Data shows that fossil fuel workers do not travel far to fill green jobs opportunities

As of 2019, about 1.7 million people worked in jobs across the fossil fuels industry in the US, many of them in the regions fromTexas and New Mexico to Montana and from Kentucky to Pennsylvania.

As the country transitions from fossil fuel use to clean energy to protect the climate, many of those jobs will disappear.

Policymakers tend to focus on skills training when they talk about the importance of a just transition for these workers and their communities, a report by the World Economic Forum said.

To seehow fossil fuel workers’ skills might transfer to green jobs, researchers Morgan Frank, University of Pittsburgh, and Junghyun Lim, University of North Carolina at Chapel Hill, used occupation and skills data from the US Bureau of Labor Statistics to compare them.

These profiles provide information about the required workplace skills for over 750 occupations, including earth drillers, underground mining machine operators and other extraction occupations.

Overall, the study found that many fossil fuel workers involved in extraction already have similar skills to those required in green occupations, as previous studies also found.

Infact, their skills tend to be more closely matched to green industries than most other industries.

Job-to-job flow data from the US Census Bureau showed that these workers historically tend to transition to other sectors with similar skills requirements.

Thus, fossil fuel workers should be able to fill emerging green jobs with only minimal reskilling.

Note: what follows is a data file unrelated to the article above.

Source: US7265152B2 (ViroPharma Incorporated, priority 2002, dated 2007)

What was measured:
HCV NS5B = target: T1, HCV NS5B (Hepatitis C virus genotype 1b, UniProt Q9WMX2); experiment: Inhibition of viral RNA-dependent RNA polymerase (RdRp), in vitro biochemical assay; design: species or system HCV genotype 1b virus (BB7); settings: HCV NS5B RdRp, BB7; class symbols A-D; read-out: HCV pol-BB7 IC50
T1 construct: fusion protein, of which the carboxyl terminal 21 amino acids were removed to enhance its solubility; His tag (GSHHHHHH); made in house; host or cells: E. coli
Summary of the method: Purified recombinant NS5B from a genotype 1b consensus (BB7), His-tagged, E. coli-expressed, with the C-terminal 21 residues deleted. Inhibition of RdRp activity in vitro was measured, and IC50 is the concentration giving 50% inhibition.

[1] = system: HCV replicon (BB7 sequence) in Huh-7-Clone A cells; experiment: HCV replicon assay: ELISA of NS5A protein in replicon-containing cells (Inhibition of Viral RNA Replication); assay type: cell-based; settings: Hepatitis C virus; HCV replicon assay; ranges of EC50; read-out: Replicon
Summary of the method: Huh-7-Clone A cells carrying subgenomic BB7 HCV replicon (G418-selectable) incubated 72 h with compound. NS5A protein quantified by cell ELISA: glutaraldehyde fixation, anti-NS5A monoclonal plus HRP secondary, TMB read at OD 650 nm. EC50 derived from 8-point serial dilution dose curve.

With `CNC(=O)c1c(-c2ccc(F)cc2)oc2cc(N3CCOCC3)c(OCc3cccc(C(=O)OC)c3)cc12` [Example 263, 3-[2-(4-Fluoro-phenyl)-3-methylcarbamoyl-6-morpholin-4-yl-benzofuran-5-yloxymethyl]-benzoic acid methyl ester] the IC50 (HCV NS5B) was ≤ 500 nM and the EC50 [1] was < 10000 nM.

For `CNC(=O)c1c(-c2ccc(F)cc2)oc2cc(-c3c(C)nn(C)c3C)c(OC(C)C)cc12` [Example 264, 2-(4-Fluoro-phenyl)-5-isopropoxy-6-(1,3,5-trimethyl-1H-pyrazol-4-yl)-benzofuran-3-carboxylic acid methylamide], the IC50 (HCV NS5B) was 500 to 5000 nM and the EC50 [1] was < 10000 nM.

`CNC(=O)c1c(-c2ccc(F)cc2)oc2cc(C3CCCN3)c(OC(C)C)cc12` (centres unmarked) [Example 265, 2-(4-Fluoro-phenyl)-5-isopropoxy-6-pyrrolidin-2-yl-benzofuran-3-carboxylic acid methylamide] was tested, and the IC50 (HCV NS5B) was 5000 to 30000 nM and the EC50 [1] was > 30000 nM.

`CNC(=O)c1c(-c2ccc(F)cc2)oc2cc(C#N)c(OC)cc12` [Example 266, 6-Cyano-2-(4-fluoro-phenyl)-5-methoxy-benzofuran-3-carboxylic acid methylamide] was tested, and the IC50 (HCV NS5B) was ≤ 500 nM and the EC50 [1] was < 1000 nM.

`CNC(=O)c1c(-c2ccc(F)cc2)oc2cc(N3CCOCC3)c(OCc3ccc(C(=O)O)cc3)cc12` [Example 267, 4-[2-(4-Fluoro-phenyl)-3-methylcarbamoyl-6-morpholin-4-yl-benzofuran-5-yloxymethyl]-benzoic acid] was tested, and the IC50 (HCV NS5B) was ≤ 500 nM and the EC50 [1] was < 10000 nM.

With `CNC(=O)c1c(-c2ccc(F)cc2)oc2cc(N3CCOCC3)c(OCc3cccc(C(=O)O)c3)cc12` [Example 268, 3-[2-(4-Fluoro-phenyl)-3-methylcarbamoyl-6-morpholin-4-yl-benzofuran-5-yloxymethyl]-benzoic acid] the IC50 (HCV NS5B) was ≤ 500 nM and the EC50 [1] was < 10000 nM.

However, the data also shows that these fossil fuel workers typically do not travel far to fill employment opportunities.

A mapping of the current locations of wind, solar, hydro and geothermal power plants using data from the US Energy Information Administration found that these sites had little overlap with fossil fuel workers.

The US Bureau of Labor Statistics’ projections for where green jobs are likely toemerge by 2029 also showed little overlap with the locations oftoday’s fossil fuel workers.

These results were consistent across several green employment projections and different definitions of "fossil fuel" occupations. That’s alarming for the prospects of a just transition.

It is now for policymakers to explore incentives and programs that help fossil fuel workers relocate.

Alternatively, policymakers could design incentives for green industry employers to build in fossil fuel communities.

This might not be so simple since green energy production often depends on where the wind blows strongest, solar power production is most effective and geothermal power or hydropower is available.